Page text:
Most of the combinations were not harmful, but the researchers did find some people taking combinations that were potentially harmful.

These included:
a class of blood pressure drug (calcium channel blockers) with the herbal remedy St John's wort, which may reduce the effectiveness of the blood pressure drug
the type 2 diabetes drug metformin with glucosamine, which may affect blood glucose control
another blood pressure medication bisoprolol with omega-3 fish oil, which may further reduce blood pressure

The study gives an indication of how common supplement use is, and in some cases raises concerning patterns. However, it was a very small study and it is difficult to know whether the results would generalise to the wider population. There may be other drug-supplement interactions that were not found in this small group, but which might exist in other populations.

Some people mistakenly think a treatment or supplement marketed as "herbal" means it does not cause any side effects or drug interactions.

If you are unsure whether it is safe to take a supplement with your prescribed medication, read the leaflets provided with both medicines, or talk to your pharmacist or GP.

It's worth noting that these sorts of drug interactions can affect people of any age, not just people aged over 65.

Where did the story come from?
This study was carried out by researchers from the University of Hertfordshire and NHS Improvement. The study did not receive any funding. It was published in the peer-reviewed British Journal of General Practice.

The UK media generally covered the story fairly well, although the headlines tended to focus on the estimate that more than a million people could be affected. This figure is uncertain as it was based on a very simple calculation scaling up from a small study.

Also, many of the papers used the phrase "alternative medicines", when some of the substances studied in this research were actually commonly used food and vitamin supplements.

By talking about alternative medicines, people might not realise that this study is relevant to them, as they may have a different understanding of that phrase. 

What kind of research was this?
This was a cross-sectional survey, which means that a group of people were studied at a single point in time. This kind of study has the benefit of being relatively simple and quick to carry out. It's also a good way to look at how common something is (like use of herbal supplements) at a particular time.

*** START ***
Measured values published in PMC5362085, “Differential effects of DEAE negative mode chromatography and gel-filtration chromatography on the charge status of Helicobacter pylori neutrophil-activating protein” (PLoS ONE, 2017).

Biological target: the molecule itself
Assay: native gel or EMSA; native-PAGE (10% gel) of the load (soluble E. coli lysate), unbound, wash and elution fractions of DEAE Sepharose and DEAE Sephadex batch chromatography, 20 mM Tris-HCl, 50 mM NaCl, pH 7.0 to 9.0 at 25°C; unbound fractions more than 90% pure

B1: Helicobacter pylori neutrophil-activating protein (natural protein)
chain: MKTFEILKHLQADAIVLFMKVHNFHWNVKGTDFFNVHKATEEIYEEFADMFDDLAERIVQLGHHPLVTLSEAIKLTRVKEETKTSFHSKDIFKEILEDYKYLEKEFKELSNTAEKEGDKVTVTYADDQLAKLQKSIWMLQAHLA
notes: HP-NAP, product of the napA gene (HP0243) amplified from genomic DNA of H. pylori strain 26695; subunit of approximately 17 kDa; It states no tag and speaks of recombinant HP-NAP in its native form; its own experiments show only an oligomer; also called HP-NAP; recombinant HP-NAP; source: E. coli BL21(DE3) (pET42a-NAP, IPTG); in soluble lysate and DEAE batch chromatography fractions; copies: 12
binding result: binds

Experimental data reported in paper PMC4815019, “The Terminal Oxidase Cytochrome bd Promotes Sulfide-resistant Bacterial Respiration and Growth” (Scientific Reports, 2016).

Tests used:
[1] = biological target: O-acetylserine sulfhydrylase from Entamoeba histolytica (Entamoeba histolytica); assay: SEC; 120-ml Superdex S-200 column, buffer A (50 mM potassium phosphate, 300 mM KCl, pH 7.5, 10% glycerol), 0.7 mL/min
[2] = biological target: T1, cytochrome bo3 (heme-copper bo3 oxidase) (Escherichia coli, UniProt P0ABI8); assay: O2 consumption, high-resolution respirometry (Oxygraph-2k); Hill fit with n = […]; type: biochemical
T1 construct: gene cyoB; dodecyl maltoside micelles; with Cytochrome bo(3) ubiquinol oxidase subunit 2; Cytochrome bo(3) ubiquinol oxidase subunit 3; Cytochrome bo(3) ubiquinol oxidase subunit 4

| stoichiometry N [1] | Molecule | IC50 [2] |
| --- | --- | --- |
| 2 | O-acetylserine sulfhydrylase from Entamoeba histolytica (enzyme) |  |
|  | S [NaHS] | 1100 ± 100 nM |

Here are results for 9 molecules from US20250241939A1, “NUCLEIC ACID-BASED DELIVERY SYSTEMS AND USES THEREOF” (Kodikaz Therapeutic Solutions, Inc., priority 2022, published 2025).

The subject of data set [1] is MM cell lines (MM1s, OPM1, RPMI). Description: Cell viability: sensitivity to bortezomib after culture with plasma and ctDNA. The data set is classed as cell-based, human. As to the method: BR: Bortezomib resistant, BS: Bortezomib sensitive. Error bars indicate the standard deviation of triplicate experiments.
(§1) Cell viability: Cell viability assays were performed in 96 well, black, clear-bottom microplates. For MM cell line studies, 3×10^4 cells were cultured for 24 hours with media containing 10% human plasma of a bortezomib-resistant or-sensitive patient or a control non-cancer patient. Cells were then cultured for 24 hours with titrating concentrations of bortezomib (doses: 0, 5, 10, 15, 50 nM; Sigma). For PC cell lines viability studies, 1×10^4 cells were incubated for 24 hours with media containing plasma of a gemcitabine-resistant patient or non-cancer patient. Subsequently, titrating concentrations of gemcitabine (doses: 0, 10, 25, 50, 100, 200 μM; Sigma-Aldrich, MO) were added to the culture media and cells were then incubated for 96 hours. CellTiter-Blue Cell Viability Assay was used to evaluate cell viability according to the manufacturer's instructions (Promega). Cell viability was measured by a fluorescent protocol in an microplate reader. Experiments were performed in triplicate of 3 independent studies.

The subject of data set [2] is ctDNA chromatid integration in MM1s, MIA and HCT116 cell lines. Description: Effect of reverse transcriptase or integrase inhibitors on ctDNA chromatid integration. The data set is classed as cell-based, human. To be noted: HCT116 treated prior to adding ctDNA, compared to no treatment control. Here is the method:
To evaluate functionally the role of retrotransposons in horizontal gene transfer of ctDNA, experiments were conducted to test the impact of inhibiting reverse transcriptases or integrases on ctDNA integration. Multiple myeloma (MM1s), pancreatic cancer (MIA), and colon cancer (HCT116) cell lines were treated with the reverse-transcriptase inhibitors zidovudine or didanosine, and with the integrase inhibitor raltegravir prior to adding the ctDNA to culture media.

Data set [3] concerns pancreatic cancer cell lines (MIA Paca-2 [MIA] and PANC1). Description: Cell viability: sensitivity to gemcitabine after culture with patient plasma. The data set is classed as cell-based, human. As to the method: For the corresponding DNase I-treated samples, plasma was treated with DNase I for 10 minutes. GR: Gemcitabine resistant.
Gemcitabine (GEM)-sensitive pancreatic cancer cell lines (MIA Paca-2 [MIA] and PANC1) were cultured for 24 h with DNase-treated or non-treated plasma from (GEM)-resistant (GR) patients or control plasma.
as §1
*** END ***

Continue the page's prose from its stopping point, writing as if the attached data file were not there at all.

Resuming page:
However, cross-sectional studies can't tell us much more than this or explore the reasons behind observed patterns. We don't know the details of why people were taking drugs and supplements at the same time, for how long they had done this, and whether this had caused problems for them. Also, studies need to include a large and random cross-section of the relevant population to be able to give a reliable estimate of how common something is. So this small localised study may not be truly representative.

What did the research involve?
Between January and April 2016, this study mailed questionnaires to 400 older adults who were not living in care homes. Some were from a GP practice based in a rural area of Essex with a mainly white population. The others were from a GP practice in an area of London with a higher proportion of people from black, Asian and other minority ethnic groups.

Eligible participants were randomly selected people aged 65 or over who were taking at least 1 prescription medication. People with dementia, those who were terminally ill, and those who would not be able to consent to participate were excluded.

The questionnaire asked people what prescription drugs they were taking, as well as what "herbal medicinal products" or dietary supplements they might also be using. The questionnaire included examples of common herbal products (such as St John's wort or gingko) so that people understood what might be included in that category.

The researchers used a database to check whether people were taking any combination of prescription medicine and herbal remedy known to be potentially harmful. They labelled each interaction according to the following criteria:

action: whether it needed action or not
severity: how likely it was to cause a problem for the patient if the situation was not managed
evidence: how good is the evidence around the interaction

Reminder letters were sent after 2 weeks, and further questionnaires were then sent to people who hadn't previously responded. In total, 149 people responded and could be included in the analysis.

What were the basic results?
People were taking an average of 3 prescription drugs on a regular basis, with the most common including statins, beta-blockers and calcium channel blockers (used in the treatment of heart conditions and high blood pressure) and non-steroidal anti-inflammatory drugs (NSAIDs).

Around a third (33.6%) of the people in the study were using herbal remedies or supplements alongside their regular medications. This rate was higher in women (43.3%) than men (22.5%). People who were using herbal remedies or supplements were taking just 1 on average, though some people took as many as 8.